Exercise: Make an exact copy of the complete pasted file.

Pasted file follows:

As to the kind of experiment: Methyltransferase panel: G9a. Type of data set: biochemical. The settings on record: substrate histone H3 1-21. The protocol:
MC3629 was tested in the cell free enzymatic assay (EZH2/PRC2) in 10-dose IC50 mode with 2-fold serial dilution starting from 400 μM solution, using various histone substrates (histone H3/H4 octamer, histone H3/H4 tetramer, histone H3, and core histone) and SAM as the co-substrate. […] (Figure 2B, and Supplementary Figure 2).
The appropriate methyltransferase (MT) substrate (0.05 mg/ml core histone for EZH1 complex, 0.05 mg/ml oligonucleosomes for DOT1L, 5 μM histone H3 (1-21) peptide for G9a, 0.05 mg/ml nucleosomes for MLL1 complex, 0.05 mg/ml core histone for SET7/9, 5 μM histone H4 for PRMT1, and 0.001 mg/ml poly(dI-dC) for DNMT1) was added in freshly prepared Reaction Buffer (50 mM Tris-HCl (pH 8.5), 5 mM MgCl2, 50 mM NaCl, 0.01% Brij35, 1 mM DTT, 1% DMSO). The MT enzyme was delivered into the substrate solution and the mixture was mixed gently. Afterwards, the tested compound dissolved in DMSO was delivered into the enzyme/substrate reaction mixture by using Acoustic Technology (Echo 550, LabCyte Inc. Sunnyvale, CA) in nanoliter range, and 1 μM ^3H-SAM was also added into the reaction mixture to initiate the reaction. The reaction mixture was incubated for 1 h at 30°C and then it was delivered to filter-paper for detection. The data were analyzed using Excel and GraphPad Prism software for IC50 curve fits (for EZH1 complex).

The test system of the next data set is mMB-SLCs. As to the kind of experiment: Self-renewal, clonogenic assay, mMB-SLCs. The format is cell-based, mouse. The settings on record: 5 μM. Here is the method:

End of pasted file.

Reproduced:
As to the kind of experiment: Methyltransferase panel: G9a. Type of data set: biochemical. The settings on record: substrate histone H3 1-21. The protocol:
MC3629 was tested in the cell free enzymatic assay (EZH2/PRC2) in 10-dose IC50 mode with 2-fold serial dilution starting from 400 μM solution, using various histone substrates (histone H3/H4 octamer, histone H3/H4 tetramer, histone H3, and core histone) and SAM as the co-substrate. […] (Figure 2B, and Supplementary Figure 2).
The appropriate methyltransferase (MT) substrate (0.05 mg/ml core histone for EZH1 complex, 0.05 mg/ml oligonucleosomes for DOT1L, 5 μM histone H3 (1-21) peptide for G9a, 0.05 mg/ml nucleosomes for MLL1 complex, 0.05 mg/ml core histone for SET7/9, 5 μM histone H4 for PRMT1, and 0.001 mg/ml poly(dI-dC) for DNMT1) was added in freshly prepared Reaction Buffer (50 mM Tris-HCl (pH 8.5), 5 mM MgCl2, 50 mM NaCl, 0.01% Brij35, 1 mM DTT, 1% DMSO). The MT enzyme was delivered into the substrate solution and the mixture was mixed gently. Afterwards, the tested compound dissolved in DMSO was delivered into the enzyme/substrate reaction mixture by using Acoustic Technology (Echo 550, LabCyte Inc. Sunnyvale, CA) in nanoliter range, and 1 μM ^3H-SAM was also added into the reaction mixture to initiate the reaction. The reaction mixture was incubated for 1 h at 30°C and then it was delivered to filter-paper for detection. The data were analyzed using Excel and GraphPad Prism software for IC50 curve fits (for EZH1 complex).

The test system of the next data set is mMB-SLCs. As to the kind of experiment: Self-renewal, clonogenic assay, mMB-SLCs. The format is cell-based, mouse. The settings on record: 5 μM. Here is the method: